10. Perry Mason says:

    Biggest fear for passengers? The lawyer infested waters.

  11. ECA says:

    Loyal?

    LOYAL basically means you do your best to/with each other..
    INCLUDING THE CAPTAIN, and your CORP..

    They were NOT loyal to the passengers, and had a captain that was a FLAKE..
    Probably BORED to death for doing the SAME ship run for YEARS and YEARS, and was DRUNK/buzzed/tweeked/Geeked out/… or did this on purpose to make the corp loose money, after he asked for a raise.

    TIMe to pay up.

    • Cap'nKangaroo says:

      I read a story from The Chicago Tribune that raises questions about the cruise company trying to throw the captain under the bus, so to speak.

      The captain said in his deposition that the close approach was on the order of the cruise line. He was supposed to do one the prior week, but bad weather prevented it. And that these “salute” approaches were normal, while the cruise line seems to says they are highly unusual. Also, the captain said he was in touch with the cruise line’s operations managers during the crisis and followed their advice.

      The captain may have been a flake, but he was the cruise line’s flake since he has been in command of ships for them for a while. They have a lot of explaining to do if they want everybody to believe he was such a poor captain, but they kept him employed and never saw his flakiness.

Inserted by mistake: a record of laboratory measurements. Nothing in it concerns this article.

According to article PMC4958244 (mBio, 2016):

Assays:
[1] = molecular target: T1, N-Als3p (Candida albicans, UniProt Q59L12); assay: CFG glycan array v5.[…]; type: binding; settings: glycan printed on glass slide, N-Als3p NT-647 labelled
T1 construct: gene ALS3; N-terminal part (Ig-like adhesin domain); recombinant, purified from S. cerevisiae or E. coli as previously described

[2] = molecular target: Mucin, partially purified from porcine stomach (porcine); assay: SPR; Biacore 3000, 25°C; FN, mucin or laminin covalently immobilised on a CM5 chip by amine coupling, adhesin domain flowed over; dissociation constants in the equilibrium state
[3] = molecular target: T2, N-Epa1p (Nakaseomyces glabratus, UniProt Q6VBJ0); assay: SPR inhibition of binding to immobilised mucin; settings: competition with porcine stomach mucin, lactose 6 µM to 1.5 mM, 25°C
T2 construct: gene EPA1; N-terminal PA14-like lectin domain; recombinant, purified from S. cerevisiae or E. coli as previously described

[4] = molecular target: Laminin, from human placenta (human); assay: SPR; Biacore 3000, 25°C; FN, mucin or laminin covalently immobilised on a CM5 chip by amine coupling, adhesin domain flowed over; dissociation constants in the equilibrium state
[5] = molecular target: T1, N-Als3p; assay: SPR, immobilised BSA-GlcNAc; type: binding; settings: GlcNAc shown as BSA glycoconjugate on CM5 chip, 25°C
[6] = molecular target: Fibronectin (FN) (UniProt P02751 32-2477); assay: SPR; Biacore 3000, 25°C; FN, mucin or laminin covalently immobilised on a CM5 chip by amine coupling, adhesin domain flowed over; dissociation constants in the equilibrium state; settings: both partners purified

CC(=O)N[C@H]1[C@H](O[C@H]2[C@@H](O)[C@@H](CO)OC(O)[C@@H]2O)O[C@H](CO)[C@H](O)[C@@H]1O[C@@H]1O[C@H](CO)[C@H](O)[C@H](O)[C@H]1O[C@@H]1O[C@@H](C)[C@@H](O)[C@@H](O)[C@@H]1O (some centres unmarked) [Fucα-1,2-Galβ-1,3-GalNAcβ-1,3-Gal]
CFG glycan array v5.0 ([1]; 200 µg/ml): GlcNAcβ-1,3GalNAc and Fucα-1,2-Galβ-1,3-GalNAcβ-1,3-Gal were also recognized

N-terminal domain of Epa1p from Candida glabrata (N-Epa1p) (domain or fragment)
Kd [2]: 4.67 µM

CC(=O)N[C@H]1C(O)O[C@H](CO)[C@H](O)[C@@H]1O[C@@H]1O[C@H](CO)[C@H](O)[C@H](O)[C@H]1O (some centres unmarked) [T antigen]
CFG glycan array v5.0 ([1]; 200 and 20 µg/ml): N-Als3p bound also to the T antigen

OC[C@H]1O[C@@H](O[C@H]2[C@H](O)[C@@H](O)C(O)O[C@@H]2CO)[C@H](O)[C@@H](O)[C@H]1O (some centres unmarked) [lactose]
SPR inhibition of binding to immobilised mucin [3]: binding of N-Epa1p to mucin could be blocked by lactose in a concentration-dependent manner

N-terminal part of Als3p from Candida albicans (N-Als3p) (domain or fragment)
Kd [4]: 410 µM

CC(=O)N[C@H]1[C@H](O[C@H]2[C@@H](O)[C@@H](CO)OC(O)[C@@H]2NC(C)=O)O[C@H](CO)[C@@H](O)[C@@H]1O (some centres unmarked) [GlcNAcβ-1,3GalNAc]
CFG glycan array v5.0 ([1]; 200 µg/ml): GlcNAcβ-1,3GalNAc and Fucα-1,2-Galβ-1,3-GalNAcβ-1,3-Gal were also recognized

12. deowll says:

    There are clearly three separate groups. Those who died or lost family, those who had their cruise interrupted by an unfortunate incident but otherwise got through it unscathed, and those who suffered some degree of injury but did survive.

    For the survived unscathed group a total refund and the offer of a free cruise would seem to be fair enough for the inconvenience they suffered though restitution for lost personal effects is going to have to be worked out. This is by far the majority.

    For those who lost family members nothing the company can do is going to undo what happened however a starting place would be to refund their fees. The proper amount of blood money will of course be determined by a court somewhere.

    The third group who survived but sustained some degree of injury is going to be dicier but covering medical bills might be a start.

  13. Derek says: